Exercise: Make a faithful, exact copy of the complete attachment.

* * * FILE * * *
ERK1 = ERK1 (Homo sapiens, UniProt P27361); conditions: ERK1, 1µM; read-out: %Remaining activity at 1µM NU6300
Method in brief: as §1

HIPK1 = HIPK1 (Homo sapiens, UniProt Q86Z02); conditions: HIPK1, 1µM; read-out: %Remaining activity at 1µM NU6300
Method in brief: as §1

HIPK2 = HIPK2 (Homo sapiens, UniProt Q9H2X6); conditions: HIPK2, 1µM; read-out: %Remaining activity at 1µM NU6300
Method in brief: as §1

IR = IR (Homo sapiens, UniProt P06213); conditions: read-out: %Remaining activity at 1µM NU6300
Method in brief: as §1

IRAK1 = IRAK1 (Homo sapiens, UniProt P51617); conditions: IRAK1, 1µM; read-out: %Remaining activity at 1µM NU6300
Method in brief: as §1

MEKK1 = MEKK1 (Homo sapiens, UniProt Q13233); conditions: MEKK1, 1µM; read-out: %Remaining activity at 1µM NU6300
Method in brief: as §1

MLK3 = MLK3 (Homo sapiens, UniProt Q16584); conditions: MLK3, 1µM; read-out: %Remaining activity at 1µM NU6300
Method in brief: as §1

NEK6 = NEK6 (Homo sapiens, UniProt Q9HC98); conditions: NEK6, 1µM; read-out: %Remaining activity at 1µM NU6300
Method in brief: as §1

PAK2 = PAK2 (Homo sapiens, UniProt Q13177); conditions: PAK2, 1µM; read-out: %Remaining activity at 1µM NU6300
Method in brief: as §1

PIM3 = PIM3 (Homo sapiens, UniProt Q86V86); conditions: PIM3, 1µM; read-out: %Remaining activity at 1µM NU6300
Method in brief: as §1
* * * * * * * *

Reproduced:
ERK1 = ERK1 (Homo sapiens, UniProt P27361); conditions: ERK1, 1µM; read-out: %Remaining activity at 1µM NU6300
Method in brief: as §1

HIPK1 = HIPK1 (Homo sapiens, UniProt Q86Z02); conditions: HIPK1, 1µM; read-out: %Remaining activity at 1µM NU6300
Method in brief: as §1

HIPK2 = HIPK2 (Homo sapiens, UniProt Q9H2X6); conditions: HIPK2, 1µM; read-out: %Remaining activity at 1µM NU6300
Method in brief: as §1

IR = IR (Homo sapiens, UniProt P06213); conditions: read-out: %Remaining activity at 1µM NU6300
Method in brief: as §1

IRAK1 = IRAK1 (Homo sapiens, UniProt P51617); conditions: IRAK1, 1µM; read-out: %Remaining activity at 1µM NU6300
Method in brief: as §1

MEKK1 = MEKK1 (Homo sapiens, UniProt Q13233); conditions: MEKK1, 1µM; read-out: %Remaining activity at 1µM NU6300
Method in brief: as §1

MLK3 = MLK3 (Homo sapiens, UniProt Q16584); conditions: MLK3, 1µM; read-out: %Remaining activity at 1µM NU6300
Method in brief: as §1

NEK6 = NEK6 (Homo sapiens, UniProt Q9HC98); conditions: NEK6, 1µM; read-out: %Remaining activity at 1µM NU6300
Method in brief: as §1

PAK2 = PAK2 (Homo sapiens, UniProt Q13177); conditions: PAK2, 1µM; read-out: %Remaining activity at 1µM NU6300
Method in brief: as §1

PIM3 = PIM3 (Homo sapiens, UniProt Q86V86); conditions: PIM3, 1µM; read-out: %Remaining activity at 1µM NU6300
Method in brief: as §1